Sex was determined by extracting DNA from the quill of the rectrix using a Qiagen DNEasy kit (QIAGEN Inc.) following the manufacturer's recommendations. We amplified sex-linked alleles using the 2550F and 2718R primers (Fridolfsson and Ellegren 1999). Amplification volumes totaled 10 µl and included 50–250 ng genomic DNA, 3.0 mM MgCl2, 200µM dNTP's, 2 pmol of each primer and 0.25 U Taq. We denatured reactions for 1 min at 94 °C followed by 35 cycles of 94 °C denaturing for 30 sec, 50 °C annealing for 30 sec and 72 °C extension for 40 sec. A final 5-min extension at 72 °C completed the PCR profile. We visualized 10 µl of each PCR sample on a 2% agarose gel containing 0.025 µg ethidium bromide per ml. Gels were photographed under UV light and assigned sex by counting the number of bands (two bands for females, one band for males).

All statistical tests comparing sex ratios and stable isotope values used statistical program R (R Development Core Team 2015). δD stable isotope residuals were non-normally distributed so we used a Mann-Whitney test, while δ34S stable isotope residuals were normally distributed so we used an independent two-tailed t-test. Due to the small sample sizes in the study, we also calculated effect size (Cohen's d; Cohen 1988; Rosnow and Rosenthal 1996). We present results as mean ± SE for parametric data and medians with 95% confidence intervals for non-parametric data.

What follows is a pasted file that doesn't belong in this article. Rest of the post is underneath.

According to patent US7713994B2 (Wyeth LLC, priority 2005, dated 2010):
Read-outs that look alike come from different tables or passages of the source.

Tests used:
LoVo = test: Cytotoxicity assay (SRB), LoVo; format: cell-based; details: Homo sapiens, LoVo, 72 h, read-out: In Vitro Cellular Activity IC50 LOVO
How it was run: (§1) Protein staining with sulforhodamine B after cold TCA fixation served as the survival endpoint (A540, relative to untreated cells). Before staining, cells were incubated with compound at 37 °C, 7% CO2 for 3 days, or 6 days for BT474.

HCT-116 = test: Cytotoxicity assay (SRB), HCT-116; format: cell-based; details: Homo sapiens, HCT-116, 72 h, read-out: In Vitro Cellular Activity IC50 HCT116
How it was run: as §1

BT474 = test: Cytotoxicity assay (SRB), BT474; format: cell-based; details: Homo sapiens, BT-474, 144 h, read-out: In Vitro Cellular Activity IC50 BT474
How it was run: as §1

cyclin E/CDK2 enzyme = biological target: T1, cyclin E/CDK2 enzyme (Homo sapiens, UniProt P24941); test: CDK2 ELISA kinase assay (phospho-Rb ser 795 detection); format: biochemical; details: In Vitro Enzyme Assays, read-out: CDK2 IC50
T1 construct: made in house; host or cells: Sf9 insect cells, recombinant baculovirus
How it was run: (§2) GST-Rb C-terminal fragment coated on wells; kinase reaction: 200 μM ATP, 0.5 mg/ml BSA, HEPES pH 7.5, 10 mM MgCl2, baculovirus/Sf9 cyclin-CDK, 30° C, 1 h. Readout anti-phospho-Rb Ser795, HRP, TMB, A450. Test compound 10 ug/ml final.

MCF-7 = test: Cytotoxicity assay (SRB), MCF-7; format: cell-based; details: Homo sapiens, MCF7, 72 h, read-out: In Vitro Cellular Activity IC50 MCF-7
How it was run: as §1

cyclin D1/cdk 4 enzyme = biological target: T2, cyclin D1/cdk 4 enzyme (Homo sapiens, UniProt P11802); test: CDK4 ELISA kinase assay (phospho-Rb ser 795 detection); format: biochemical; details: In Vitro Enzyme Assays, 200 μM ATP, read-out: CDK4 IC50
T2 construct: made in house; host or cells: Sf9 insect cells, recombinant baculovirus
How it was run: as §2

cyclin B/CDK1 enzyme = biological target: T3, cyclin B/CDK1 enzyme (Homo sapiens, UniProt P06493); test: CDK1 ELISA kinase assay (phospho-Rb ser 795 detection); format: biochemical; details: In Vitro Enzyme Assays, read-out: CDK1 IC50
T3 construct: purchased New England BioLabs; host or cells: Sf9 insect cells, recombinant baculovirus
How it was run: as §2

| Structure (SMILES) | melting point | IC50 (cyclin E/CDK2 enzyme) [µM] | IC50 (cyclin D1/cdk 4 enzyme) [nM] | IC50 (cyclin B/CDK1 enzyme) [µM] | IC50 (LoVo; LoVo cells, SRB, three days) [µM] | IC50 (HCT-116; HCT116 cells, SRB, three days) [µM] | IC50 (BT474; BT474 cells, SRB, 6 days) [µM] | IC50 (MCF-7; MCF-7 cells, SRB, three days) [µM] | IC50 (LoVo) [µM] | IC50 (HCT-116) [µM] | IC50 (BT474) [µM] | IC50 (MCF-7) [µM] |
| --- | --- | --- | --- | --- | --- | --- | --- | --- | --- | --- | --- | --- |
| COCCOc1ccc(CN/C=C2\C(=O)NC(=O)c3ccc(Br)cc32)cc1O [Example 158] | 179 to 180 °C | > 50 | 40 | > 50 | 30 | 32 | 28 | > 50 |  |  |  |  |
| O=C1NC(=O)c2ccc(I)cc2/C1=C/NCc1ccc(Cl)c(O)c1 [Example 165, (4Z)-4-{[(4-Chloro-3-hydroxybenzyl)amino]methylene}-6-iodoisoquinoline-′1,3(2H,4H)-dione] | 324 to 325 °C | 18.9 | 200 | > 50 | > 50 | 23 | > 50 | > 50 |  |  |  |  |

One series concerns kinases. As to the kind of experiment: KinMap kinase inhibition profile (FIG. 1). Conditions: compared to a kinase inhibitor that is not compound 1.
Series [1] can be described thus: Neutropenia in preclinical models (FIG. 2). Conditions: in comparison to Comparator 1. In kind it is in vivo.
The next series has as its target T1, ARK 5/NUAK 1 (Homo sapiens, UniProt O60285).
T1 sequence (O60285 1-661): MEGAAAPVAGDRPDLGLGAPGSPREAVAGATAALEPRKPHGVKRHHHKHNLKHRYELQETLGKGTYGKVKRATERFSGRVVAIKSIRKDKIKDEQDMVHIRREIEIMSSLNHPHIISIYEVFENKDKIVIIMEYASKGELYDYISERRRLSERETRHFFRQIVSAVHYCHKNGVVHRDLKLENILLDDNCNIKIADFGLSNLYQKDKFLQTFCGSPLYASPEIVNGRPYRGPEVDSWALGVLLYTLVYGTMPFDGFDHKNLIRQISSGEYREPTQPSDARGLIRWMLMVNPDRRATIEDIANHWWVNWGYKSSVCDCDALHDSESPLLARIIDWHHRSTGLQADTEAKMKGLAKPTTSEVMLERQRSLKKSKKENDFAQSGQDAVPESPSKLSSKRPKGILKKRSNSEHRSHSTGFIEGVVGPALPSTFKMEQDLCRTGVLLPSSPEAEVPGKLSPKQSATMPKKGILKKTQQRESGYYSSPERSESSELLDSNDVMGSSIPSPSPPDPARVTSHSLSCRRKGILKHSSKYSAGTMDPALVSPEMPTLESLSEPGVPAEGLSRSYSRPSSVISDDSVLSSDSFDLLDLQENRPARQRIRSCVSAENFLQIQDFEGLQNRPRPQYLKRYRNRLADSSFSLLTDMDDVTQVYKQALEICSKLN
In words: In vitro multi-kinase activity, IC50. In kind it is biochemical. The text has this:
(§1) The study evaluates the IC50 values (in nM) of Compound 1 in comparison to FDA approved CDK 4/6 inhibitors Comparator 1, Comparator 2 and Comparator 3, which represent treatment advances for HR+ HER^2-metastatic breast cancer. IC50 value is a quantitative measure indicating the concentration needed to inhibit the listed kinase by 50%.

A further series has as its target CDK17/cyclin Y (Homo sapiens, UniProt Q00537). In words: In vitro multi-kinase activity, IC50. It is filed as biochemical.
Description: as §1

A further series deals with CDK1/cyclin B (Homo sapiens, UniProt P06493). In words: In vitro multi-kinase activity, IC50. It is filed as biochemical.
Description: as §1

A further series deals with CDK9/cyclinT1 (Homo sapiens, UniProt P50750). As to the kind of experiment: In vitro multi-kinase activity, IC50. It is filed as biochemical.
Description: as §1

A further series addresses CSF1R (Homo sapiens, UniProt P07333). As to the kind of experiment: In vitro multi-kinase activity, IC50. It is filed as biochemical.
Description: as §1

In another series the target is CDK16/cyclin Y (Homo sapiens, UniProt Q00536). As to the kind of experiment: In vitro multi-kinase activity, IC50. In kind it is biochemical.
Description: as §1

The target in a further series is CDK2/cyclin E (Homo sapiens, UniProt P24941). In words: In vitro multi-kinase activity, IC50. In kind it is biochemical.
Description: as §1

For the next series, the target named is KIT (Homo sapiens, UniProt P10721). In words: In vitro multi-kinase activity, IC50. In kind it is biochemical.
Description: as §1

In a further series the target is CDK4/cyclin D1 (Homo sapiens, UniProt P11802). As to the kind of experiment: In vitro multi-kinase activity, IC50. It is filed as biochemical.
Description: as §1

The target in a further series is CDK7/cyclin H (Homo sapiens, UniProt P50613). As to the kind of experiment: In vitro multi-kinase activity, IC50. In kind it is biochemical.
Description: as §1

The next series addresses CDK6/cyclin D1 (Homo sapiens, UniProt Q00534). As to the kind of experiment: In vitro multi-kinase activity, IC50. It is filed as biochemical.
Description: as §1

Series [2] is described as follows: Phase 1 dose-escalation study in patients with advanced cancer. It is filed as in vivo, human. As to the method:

Results

The POPAN model included the capture histories of the 39 rails banded at Red Slough WMA between 20 November 2009 and 26 March 2010. All 10 recaptures occurred during this period, with one recapture in December, one in January, three in February and five in March (Table 1). We recaptured six individuals once, and recaptured two individuals twice. POPAN estimated that 90.3 ± 25.5 individuals, or 5.3 ± 1.5 rails * ha-1, overwintered at Red Slough WMA during this period. The best POPAN model indicated that recapture probability and survivorship did not change with time, but there was time-dependence in the probability of entering the population (Table 2). The probability of entering the population was lowest during the period 15 January to 25 February 2010 (Table 3).